Michael Shook
May 31 · 4 min read

The dog food bag was too heavy

Not my girl, but very similar. This image is courtesy of skeeze via Pixabay

My wife and I had been married for a long time; almost 30 years. Many of those years were wonderful. We’ve got two great kids, five grandchildren, raised three canine family members, and we made it through almost four years of empty nest syndrome.

The day we came home from work and our son had left for Marine boot camp, something changed.

We just stared at each other without speaking. We went out to eat that night, not for a celebration, but because neither of us wanted to be at home without our son there.

My ex and I survived almost four years together after our son left on his life journey. Eventually, the weight of memories we carried from our years together became too great to move on from, and our time was over.

Things do change

We married young, 19 and 20, and standing up in front of the church; I did not take my wedding vows lightly. What I realized many years later was that we weren’t the same people we had been as kids. Our relationship was not the same, and neither of us knew how to tell the other we had changed.

But we had.

When we first knew we were going to split, life was amicable. We’d spent our entire adult lives together, and there was not much reason to start hating on each other. That situation changed too.

We used a mediator to avoid the ugliness and expense of a courtroom battle. On the advice of her friends, my ex engaged the services of a separate lawyer.

The divorce process went downhill from there.

We earned about the same amount of money and had the same amount of assets in our retirement accounts, so nobody was due any alimony. The biggest thing to decide about was our home. I signed a quit claim document, and she owned the house. I moved into my friend’s mom’s doublewide.

Then she dropped the bomb.

“Which of these fire-trucking dogs are you going to take with you? I can’t carry a bag of dog food.”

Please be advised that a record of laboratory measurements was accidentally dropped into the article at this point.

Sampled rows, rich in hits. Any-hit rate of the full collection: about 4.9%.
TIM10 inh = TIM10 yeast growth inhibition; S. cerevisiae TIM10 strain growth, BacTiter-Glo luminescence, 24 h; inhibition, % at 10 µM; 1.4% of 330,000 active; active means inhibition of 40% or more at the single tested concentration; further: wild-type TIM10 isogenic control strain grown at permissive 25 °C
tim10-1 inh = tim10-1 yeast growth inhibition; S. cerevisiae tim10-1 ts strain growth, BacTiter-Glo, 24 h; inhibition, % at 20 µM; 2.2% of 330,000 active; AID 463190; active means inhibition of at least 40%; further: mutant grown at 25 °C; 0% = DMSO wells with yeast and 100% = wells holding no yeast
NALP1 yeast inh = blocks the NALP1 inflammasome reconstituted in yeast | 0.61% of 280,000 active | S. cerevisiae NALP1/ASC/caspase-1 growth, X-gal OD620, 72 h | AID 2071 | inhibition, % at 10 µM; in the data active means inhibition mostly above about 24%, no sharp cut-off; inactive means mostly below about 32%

“Why would you want them to leave their home?” I asked. “This is the only place they’ve ever lived, and they love you.”

“Well, when you put it that way, there’s not much I can do about it,” she replied.

Six months later, when our divorce was final, I asked my daughter how her mom was doing. She looked down at the floor, cleared her throat, and scuffed her feet. “Mom’s doing OK,” she said without looking at me, “She had the dogs put to sleep.”

My mouth fell open to the floor. I was livid.

Burn the butcher block clock I’d made as a gift for our fifth wedding anniversary? Sure.

Pawn all the jewelry I’d bought over the years? You bet.

Kill living creatures who loved you as a parent? Karma’s going to be waiting for you.

I’ve discovered since then; this is not an uncommon thing in a divorce. I don’t think my ex hated all the dogs; maybe just one of them. The one I got for a Mother’s Day gift after she swooned over the pup’s photo in the paper.

That dog was a black lab with a heart of gold. She wanted nothing more than to spend each day curled up in our laps and following us from room to room. We named her “Schatze,” which is German for “Sweetheart.” Her nickname was Poke-a-Doodle because when we went for walks, she always lagged behind the other two dogs when we let them off the leash to run.

I have opinions about pets

I have strong opinions when it comes to pets. I think when we take them on; they become part of our hearts. They trust us implicitly to keep them safe and sound. That’s why we use terms like Furbabies and Pet Parents.

We adopt our pets, knowing they are going to pass away before we do, and that makes those relationships all the more sacred. Watching them pass away is a burden you take on when you bring a pet into your family. You don’t penalize your pets because they’ve become inconvenient or you’re mad at your ex.

I’m an exceedingly sentimental person. Knowing my ex had our pets put down because she was mad at me broke my heart. Leaving them was one of the hardest things I’ve ever done in a lifetime of hard things.

Since my divorce, I’ve sat with three members of my animal family as they passed away with honor, dignity, and love. I think those things count in life and death.

My Medium friend, Zulie, has penned some great stories about writing about topics that are close to your heart. This one is close to mine. Years later, I still shed tears.

Each day, when my little cat boy, Rico, is nudging my leg for a treat, or my cat girl, Inky, wakes me up at night snuggling next to my feet, I say a prayer of gratitude for their love; and a prayer of remembrance for my dogs.


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Michael Shook

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Writes honest words. Sees things differently and writes about them that way.

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